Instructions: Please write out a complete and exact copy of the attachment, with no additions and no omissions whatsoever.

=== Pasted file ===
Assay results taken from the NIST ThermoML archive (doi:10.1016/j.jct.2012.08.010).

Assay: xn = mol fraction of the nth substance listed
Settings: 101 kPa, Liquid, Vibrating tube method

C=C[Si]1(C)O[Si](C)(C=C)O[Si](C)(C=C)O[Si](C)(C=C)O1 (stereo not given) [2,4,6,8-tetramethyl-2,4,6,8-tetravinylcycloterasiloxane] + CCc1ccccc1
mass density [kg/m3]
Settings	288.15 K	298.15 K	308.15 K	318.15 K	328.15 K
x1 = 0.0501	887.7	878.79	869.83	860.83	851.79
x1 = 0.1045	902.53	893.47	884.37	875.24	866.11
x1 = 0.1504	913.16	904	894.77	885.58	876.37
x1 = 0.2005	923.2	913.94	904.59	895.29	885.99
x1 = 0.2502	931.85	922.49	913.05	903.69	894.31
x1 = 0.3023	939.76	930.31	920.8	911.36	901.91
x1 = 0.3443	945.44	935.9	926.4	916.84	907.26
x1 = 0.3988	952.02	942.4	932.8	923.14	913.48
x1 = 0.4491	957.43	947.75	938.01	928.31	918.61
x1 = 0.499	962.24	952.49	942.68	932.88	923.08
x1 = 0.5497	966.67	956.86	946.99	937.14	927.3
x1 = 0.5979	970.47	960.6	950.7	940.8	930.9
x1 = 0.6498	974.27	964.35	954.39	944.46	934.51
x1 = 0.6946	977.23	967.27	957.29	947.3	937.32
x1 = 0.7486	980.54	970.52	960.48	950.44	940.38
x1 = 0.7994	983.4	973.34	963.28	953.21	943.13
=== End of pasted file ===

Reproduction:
Assay results taken from the NIST ThermoML archive (doi:10.1016/j.jct.2012.08.010).

Assay: xn = mol fraction of the nth substance listed
Settings: 101 kPa, Liquid, Vibrating tube method

C=C[Si]1(C)O[Si](C)(C=C)O[Si](C)(C=C)O[Si](C)(C=C)O1 (stereo not given) [2,4,6,8-tetramethyl-2,4,6,8-tetravinylcycloterasiloxane] + CCc1ccccc1
mass density [kg/m3]
Settings	288.15 K	298.15 K	308.15 K	318.15 K	328.15 K
x1 = 0.0501	887.7	878.79	869.83	860.83	851.79
x1 = 0.1045	902.53	893.47	884.37	875.24	866.11
x1 = 0.1504	913.16	904	894.77	885.58	876.37
x1 = 0.2005	923.2	913.94	904.59	895.29	885.99
x1 = 0.2502	931.85	922.49	913.05	903.69	894.31
x1 = 0.3023	939.76	930.31	920.8	911.36	901.91
x1 = 0.3443	945.44	935.9	926.4	916.84	907.26
x1 = 0.3988	952.02	942.4	932.8	923.14	913.48
x1 = 0.4491	957.43	947.75	938.01	928.31	918.61
x1 = 0.499	962.24	952.49	942.68	932.88	923.08
x1 = 0.5497	966.67	956.86	946.99	937.14	927.3
x1 = 0.5979	970.47	960.6	950.7	940.8	930.9
x1 = 0.6498	974.27	964.35	954.39	944.46	934.51
x1 = 0.6946	977.23	967.27	957.29	947.3	937.32
x1 = 0.7486	980.54	970.52	960.48	950.44	940.38
x1 = 0.7994	983.4	973.34	963.28	953.21	943.13